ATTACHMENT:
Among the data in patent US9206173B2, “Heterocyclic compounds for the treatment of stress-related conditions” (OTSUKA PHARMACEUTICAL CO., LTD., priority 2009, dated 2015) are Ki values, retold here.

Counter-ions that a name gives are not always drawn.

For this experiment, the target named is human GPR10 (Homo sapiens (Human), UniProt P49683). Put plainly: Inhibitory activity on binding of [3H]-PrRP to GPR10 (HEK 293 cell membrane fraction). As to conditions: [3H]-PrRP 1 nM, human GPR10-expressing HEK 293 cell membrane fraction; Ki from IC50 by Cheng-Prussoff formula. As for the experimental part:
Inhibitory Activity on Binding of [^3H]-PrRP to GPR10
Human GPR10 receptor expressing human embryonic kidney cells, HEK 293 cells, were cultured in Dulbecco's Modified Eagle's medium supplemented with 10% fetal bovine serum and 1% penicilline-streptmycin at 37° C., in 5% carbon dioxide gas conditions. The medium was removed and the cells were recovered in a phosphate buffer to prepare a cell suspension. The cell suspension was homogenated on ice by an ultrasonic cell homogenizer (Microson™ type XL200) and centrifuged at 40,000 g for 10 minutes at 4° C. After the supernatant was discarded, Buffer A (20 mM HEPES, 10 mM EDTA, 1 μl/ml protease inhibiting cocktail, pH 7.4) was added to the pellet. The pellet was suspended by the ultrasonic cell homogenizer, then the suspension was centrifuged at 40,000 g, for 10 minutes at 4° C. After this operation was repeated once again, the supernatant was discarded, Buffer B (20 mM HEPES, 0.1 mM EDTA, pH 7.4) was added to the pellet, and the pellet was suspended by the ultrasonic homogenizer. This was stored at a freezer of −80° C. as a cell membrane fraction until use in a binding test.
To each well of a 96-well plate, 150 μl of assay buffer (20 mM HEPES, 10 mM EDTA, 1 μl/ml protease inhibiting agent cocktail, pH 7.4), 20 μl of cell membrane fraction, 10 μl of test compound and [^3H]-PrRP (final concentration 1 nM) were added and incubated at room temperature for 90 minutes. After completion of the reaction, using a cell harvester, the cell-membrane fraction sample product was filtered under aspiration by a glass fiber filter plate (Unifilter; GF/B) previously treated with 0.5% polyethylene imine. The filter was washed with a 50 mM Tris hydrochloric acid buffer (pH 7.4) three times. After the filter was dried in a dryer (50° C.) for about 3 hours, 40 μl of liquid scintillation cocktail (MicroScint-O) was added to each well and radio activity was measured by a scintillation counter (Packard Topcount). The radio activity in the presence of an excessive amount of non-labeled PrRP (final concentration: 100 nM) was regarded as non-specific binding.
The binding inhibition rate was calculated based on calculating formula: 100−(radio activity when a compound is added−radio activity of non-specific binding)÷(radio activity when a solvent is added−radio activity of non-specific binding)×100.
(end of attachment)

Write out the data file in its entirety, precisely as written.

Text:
Among the data in patent US9206173B2, “Heterocyclic compounds for the treatment of stress-related conditions” (OTSUKA PHARMACEUTICAL CO., LTD., priority 2009, dated 2015) are Ki values, retold here.

Counter-ions that a name gives are not always drawn.

For this experiment, the target named is human GPR10 (Homo sapiens (Human), UniProt P49683). Put plainly: Inhibitory activity on binding of [3H]-PrRP to GPR10 (HEK 293 cell membrane fraction). As to conditions: [3H]-PrRP 1 nM, human GPR10-expressing HEK 293 cell membrane fraction; Ki from IC50 by Cheng-Prussoff formula. As for the experimental part:
Inhibitory Activity on Binding of [^3H]-PrRP to GPR10
Human GPR10 receptor expressing human embryonic kidney cells, HEK 293 cells, were cultured in Dulbecco's Modified Eagle's medium supplemented with 10% fetal bovine serum and 1% penicilline-streptmycin at 37° C., in 5% carbon dioxide gas conditions. The medium was removed and the cells were recovered in a phosphate buffer to prepare a cell suspension. The cell suspension was homogenated on ice by an ultrasonic cell homogenizer (Microson™ type XL200) and centrifuged at 40,000 g for 10 minutes at 4° C. After the supernatant was discarded, Buffer A (20 mM HEPES, 10 mM EDTA, 1 μl/ml protease inhibiting cocktail, pH 7.4) was added to the pellet. The pellet was suspended by the ultrasonic cell homogenizer, then the suspension was centrifuged at 40,000 g, for 10 minutes at 4° C. After this operation was repeated once again, the supernatant was discarded, Buffer B (20 mM HEPES, 0.1 mM EDTA, pH 7.4) was added to the pellet, and the pellet was suspended by the ultrasonic homogenizer. This was stored at a freezer of −80° C. as a cell membrane fraction until use in a binding test.
To each well of a 96-well plate, 150 μl of assay buffer (20 mM HEPES, 10 mM EDTA, 1 μl/ml protease inhibiting agent cocktail, pH 7.4), 20 μl of cell membrane fraction, 10 μl of test compound and [^3H]-PrRP (final concentration 1 nM) were added and incubated at room temperature for 90 minutes. After completion of the reaction, using a cell harvester, the cell-membrane fraction sample product was filtered under aspiration by a glass fiber filter plate (Unifilter; GF/B) previously treated with 0.5% polyethylene imine. The filter was washed with a 50 mM Tris hydrochloric acid buffer (pH 7.4) three times. After the filter was dried in a dryer (50° C.) for about 3 hours, 40 μl of liquid scintillation cocktail (MicroScint-O) was added to each well and radio activity was measured by a scintillation counter (Packard Topcount). The radio activity in the presence of an excessive amount of non-labeled PrRP (final concentration: 100 nM) was regarded as non-specific binding.
The binding inhibition rate was calculated based on calculating formula: 100−(radio activity when a compound is added−radio activity of non-specific binding)÷(radio activity when a solvent is added−radio activity of non-specific binding)×100.